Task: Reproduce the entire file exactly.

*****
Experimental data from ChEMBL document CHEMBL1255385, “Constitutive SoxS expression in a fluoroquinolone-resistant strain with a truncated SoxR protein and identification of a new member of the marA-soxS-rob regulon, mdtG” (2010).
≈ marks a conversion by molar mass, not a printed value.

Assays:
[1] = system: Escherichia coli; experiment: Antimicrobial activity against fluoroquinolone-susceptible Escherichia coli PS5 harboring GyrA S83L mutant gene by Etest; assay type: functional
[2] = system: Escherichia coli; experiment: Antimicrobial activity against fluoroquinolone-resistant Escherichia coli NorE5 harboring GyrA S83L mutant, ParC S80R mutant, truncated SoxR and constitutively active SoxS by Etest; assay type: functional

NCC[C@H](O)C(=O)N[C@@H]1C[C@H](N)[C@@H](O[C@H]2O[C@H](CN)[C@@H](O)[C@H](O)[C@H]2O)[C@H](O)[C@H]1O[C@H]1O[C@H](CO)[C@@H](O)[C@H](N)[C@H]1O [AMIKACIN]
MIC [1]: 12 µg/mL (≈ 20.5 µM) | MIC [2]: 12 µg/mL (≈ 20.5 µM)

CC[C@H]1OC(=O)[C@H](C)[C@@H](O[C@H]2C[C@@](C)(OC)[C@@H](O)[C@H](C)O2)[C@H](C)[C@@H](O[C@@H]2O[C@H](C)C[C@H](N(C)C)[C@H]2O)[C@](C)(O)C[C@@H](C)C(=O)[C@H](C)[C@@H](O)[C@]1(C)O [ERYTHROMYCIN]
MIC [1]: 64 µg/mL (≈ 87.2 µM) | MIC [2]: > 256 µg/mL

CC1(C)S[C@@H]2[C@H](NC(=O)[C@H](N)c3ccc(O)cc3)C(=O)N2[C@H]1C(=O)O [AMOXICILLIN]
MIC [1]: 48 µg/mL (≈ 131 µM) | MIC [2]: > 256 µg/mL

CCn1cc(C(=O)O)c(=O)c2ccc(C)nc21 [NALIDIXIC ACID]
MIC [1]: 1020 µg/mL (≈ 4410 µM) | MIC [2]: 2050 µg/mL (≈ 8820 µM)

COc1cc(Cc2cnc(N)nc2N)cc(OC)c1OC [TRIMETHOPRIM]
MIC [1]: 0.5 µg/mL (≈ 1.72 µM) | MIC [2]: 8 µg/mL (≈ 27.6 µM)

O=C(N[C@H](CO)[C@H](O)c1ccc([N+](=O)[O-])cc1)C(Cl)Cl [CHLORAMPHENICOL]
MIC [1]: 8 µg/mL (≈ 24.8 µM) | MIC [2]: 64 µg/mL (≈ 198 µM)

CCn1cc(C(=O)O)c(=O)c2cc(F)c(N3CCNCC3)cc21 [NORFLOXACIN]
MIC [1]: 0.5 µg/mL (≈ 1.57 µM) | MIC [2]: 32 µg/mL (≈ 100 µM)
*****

Experimental data from ChEMBL document CHEMBL1255385, “Constitutive SoxS expression in a fluoroquinolone-resistant strain with a truncated SoxR protein and identification of a new member of the marA-soxS-rob regulon, mdtG” (2010).
≈ marks a conversion by molar mass, not a printed value.

Assays:
[1] = system: Escherichia coli; experiment: Antimicrobial activity against fluoroquinolone-susceptible Escherichia coli PS5 harboring GyrA S83L mutant gene by Etest; assay type: functional
[2] = system: Escherichia coli; experiment: Antimicrobial activity against fluoroquinolone-resistant Escherichia coli NorE5 harboring GyrA S83L mutant, ParC S80R mutant, truncated SoxR and constitutively active SoxS by Etest; assay type: functional

NCC[C@H](O)C(=O)N[C@@H]1C[C@H](N)[C@@H](O[C@H]2O[C@H](CN)[C@@H](O)[C@H](O)[C@H]2O)[C@H](O)[C@H]1O[C@H]1O[C@H](CO)[C@@H](O)[C@H](N)[C@H]1O [AMIKACIN]
MIC [1]: 12 µg/mL (≈ 20.5 µM) | MIC [2]: 12 µg/mL (≈ 20.5 µM)

CC[C@H]1OC(=O)[C@H](C)[C@@H](O[C@H]2C[C@@](C)(OC)[C@@H](O)[C@H](C)O2)[C@H](C)[C@@H](O[C@@H]2O[C@H](C)C[C@H](N(C)C)[C@H]2O)[C@](C)(O)C[C@@H](C)C(=O)[C@H](C)[C@@H](O)[C@]1(C)O [ERYTHROMYCIN]
MIC [1]: 64 µg/mL (≈ 87.2 µM) | MIC [2]: > 256 µg/mL

CC1(C)S[C@@H]2[C@H](NC(=O)[C@H](N)c3ccc(O)cc3)C(=O)N2[C@H]1C(=O)O [AMOXICILLIN]
MIC [1]: 48 µg/mL (≈ 131 µM) | MIC [2]: > 256 µg/mL

CCn1cc(C(=O)O)c(=O)c2ccc(C)nc21 [NALIDIXIC ACID]
MIC [1]: 1020 µg/mL (≈ 4410 µM) | MIC [2]: 2050 µg/mL (≈ 8820 µM)

COc1cc(Cc2cnc(N)nc2N)cc(OC)c1OC [TRIMETHOPRIM]
MIC [1]: 0.5 µg/mL (≈ 1.72 µM) | MIC [2]: 8 µg/mL (≈ 27.6 µM)

O=C(N[C@H](CO)[C@H](O)c1ccc([N+](=O)[O-])cc1)C(Cl)Cl [CHLORAMPHENICOL]
MIC [1]: 8 µg/mL (≈ 24.8 µM) | MIC [2]: 64 µg/mL (≈ 198 µM)

CCn1cc(C(=O)O)c(=O)c2cc(F)c(N3CCNCC3)cc21 [NORFLOXACIN]
MIC [1]: 0.5 µg/mL (≈ 1.57 µM) | MIC [2]: 32 µg/mL (≈ 100 µM)